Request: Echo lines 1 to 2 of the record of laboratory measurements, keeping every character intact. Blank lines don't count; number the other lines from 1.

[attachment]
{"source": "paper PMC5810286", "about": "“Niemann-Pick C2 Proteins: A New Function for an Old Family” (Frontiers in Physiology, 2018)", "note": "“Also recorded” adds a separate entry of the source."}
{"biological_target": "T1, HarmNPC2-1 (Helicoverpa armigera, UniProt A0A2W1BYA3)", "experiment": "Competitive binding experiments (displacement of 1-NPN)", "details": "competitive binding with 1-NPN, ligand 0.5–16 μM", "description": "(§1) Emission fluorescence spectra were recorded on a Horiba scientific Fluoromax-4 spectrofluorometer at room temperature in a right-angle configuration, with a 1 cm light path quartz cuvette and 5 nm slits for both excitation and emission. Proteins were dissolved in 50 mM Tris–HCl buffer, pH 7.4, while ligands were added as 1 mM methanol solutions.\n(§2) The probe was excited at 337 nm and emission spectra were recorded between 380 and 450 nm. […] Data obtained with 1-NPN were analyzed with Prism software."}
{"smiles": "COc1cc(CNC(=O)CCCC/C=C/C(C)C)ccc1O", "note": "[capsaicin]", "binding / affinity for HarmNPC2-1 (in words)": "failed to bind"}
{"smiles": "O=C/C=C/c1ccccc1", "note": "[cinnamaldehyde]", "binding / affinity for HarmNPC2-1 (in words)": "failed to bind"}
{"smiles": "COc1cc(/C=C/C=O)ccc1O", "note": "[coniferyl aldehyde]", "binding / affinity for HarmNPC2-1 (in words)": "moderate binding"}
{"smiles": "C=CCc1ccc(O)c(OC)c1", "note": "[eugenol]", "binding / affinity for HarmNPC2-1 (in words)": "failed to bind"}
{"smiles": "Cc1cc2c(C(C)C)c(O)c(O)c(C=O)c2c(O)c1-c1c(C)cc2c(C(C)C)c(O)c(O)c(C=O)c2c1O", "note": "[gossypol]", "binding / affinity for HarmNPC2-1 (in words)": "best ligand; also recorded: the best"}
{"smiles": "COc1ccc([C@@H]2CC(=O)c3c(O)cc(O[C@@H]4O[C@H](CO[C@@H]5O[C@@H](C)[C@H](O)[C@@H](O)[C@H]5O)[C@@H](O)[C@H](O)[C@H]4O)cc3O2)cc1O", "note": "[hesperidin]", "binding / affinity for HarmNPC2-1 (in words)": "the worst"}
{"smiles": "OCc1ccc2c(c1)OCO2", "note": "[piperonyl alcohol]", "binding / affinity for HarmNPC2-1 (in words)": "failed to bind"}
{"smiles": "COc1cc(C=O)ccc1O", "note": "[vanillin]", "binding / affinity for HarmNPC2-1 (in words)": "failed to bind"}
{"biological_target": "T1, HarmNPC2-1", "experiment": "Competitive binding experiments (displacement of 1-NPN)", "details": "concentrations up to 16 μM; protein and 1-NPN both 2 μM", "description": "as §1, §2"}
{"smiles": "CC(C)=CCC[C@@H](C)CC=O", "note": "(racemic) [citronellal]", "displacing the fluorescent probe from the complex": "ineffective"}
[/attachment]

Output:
{"source": "paper PMC5810286", "about": "“Niemann-Pick C2 Proteins: A New Function for an Old Family” (Frontiers in Physiology, 2018)", "note": "“Also recorded” adds a separate entry of the source."}
{"biological_target": "T1, HarmNPC2-1 (Helicoverpa armigera, UniProt A0A2W1BYA3)", "experiment": "Competitive binding experiments (displacement of 1-NPN)", "details": "competitive binding with 1-NPN, ligand 0.5–16 μM", "description": "(§1) Emission fluorescence spectra were recorded on a Horiba scientific Fluoromax-4 spectrofluorometer at room temperature in a right-angle configuration, with a 1 cm light path quartz cuvette and 5 nm slits for both excitation and emission. Proteins were dissolved in 50 mM Tris–HCl buffer, pH 7.4, while ligands were added as 1 mM methanol solutions.\n(§2) The probe was excited at 337 nm and emission spectra were recorded between 380 and 450 nm. […] Data obtained with 1-NPN were analyzed with Prism software."}